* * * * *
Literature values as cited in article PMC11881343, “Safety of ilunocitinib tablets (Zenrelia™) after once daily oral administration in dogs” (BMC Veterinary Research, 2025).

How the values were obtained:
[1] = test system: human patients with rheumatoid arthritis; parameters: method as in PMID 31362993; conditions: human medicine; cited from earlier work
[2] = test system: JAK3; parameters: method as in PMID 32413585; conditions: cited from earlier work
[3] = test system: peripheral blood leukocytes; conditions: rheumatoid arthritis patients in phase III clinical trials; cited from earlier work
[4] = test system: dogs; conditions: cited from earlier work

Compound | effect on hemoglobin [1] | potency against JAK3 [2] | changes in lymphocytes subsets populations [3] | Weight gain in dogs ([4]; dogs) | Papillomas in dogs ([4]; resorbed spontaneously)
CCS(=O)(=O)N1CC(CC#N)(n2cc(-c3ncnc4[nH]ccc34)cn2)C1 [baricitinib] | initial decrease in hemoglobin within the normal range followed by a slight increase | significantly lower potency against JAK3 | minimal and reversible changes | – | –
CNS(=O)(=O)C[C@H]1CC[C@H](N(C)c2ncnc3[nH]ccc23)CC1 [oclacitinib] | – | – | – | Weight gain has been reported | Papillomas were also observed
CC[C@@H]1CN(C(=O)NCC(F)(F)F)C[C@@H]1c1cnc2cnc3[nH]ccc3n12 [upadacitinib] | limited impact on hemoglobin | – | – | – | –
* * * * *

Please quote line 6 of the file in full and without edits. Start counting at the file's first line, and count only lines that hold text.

[4] = test system: dogs; conditions: cited from earlier work